Critical Condition

Hurting Pennsylvania

Via Heritage:

In its analysis of Pennsylvania, Lewin presents data estimating the impact of the bill, assuming

eligibility to the exchange is open to all employers beginning in year three, on sources of

coverage and potential changes in physician and hospital incomes. The highlights of the report

on Pennsylvania include:

Effects on Private Coverage and the Uninsured

• 51 percent of privately insured Pennsylvania residents would transition out of private

insurance. Of the estimated 7.6 million Pennsylvania residents with private health

insurance, there would be a decline of 3.9 million people with private coverage.

• 59 percent of Pennsylvania residents with employer-based coverage would lose their

current insurance. Of the estimated 7 million Pennsylvania residents with employerbased

coverage, 4.1 million people would be shifted out of their current employer-based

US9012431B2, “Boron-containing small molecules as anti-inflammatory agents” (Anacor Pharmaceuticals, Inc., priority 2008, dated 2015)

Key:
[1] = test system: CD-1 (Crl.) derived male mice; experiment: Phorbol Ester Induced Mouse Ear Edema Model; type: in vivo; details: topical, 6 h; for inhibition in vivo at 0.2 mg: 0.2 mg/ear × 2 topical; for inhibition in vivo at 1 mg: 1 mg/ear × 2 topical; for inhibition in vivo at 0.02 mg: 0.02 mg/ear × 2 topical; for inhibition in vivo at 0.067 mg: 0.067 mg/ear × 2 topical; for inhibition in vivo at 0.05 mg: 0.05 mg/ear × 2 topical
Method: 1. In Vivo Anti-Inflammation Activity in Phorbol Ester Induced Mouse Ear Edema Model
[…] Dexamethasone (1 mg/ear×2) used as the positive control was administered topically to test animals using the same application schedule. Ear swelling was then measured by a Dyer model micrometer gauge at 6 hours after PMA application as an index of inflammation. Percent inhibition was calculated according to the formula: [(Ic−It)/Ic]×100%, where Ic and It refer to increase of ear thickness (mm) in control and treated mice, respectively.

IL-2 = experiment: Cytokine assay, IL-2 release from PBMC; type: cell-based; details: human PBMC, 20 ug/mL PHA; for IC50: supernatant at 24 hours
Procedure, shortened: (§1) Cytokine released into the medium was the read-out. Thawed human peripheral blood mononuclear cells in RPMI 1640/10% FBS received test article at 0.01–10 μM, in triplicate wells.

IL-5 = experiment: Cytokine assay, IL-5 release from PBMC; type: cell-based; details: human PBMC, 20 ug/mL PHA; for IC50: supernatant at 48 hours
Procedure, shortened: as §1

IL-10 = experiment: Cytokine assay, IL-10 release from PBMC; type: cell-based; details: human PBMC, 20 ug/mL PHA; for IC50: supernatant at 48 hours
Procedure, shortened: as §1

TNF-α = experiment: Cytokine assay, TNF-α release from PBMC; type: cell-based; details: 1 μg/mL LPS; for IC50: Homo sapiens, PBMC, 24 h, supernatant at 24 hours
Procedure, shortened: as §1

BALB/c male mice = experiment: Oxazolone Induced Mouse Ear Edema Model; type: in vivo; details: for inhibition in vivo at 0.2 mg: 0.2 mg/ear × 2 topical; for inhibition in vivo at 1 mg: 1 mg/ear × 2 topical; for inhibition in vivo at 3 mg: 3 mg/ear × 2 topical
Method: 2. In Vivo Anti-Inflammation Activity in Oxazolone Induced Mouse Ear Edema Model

• 80 percent of Pennsylvania residents in a health insurance exchange would end up in the

public plan. Of the estimated 5.5 million Pennsylvania residents who would obtain

coverage through an exchange, 4.4 million would be covered by the public plan.

• 32 percent of the uninsured in Pennsylvania would still lack coverage. Of the estimated

1.4 million Pennsylvania residents without health insurance, the legislation would only

reduce the uninsured by 952,600, leaving 447,400 Pennsylvania residents without


Effects on Physicians and Hospitals

• Physicians in Pennsylvania could see their net annual income decline by $321.4 million,

an average loss in income of $6,480 per physician. Of this net loss in income, $1.832

billion is attributable to the public plan using Medicare-based payments. Today,

Medicare physician payments in Pennsylvania are 76 percent of private payments.

• Hospitals in Pennsylvania could have their net annual income fall by about $2.7 billion,

with hospital total margins dropping to -1.6 percent. This loss in hospital income,

greater than total hospital margins, is overwhelmingly attributable to the public plan

using Medicare-based payments. Today, Medicare hospital payments in Pennsylvania

are 71 percent of private payments.

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